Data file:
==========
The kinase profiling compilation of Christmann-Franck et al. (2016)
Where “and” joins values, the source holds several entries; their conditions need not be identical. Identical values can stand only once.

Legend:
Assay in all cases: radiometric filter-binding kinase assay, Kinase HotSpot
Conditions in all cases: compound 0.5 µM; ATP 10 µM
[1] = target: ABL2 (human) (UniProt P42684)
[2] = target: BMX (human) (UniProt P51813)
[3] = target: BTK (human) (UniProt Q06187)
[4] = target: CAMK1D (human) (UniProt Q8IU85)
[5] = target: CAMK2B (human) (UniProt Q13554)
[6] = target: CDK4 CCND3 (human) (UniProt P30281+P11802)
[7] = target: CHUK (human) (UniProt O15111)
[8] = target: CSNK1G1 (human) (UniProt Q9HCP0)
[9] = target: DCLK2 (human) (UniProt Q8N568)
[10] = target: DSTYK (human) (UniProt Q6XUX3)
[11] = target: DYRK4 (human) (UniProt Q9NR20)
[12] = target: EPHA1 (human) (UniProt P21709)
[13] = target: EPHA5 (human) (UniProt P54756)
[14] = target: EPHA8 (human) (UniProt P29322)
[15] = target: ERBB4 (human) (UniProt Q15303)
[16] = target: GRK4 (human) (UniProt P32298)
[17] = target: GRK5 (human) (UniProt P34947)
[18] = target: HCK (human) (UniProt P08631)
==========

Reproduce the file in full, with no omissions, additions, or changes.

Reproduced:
The kinase profiling compilation of Christmann-Franck et al. (2016)
Where “and” joins values, the source holds several entries; their conditions need not be identical. Identical values can stand only once.

Legend:
Assay in all cases: radiometric filter-binding kinase assay, Kinase HotSpot
Conditions in all cases: compound 0.5 µM; ATP 10 µM
[1] = target: ABL2 (human) (UniProt P42684)
[2] = target: BMX (human) (UniProt P51813)
[3] = target: BTK (human) (UniProt Q06187)
[4] = target: CAMK1D (human) (UniProt Q8IU85)
[5] = target: CAMK2B (human) (UniProt Q13554)
[6] = target: CDK4 CCND3 (human) (UniProt P30281+P11802)
[7] = target: CHUK (human) (UniProt O15111)
[8] = target: CSNK1G1 (human) (UniProt Q9HCP0)
[9] = target: DCLK2 (human) (UniProt Q8N568)
[10] = target: DSTYK (human) (UniProt Q6XUX3)
[11] = target: DYRK4 (human) (UniProt Q9NR20)
[12] = target: EPHA1 (human) (UniProt P21709)
[13] = target: EPHA5 (human) (UniProt P54756)
[14] = target: EPHA8 (human) (UniProt P29322)
[15] = target: ERBB4 (human) (UniProt Q15303)
[16] = target: GRK4 (human) (UniProt P32298)
[17] = target: GRK5 (human) (UniProt P34947)
[18] = target: HCK (human) (UniProt P08631)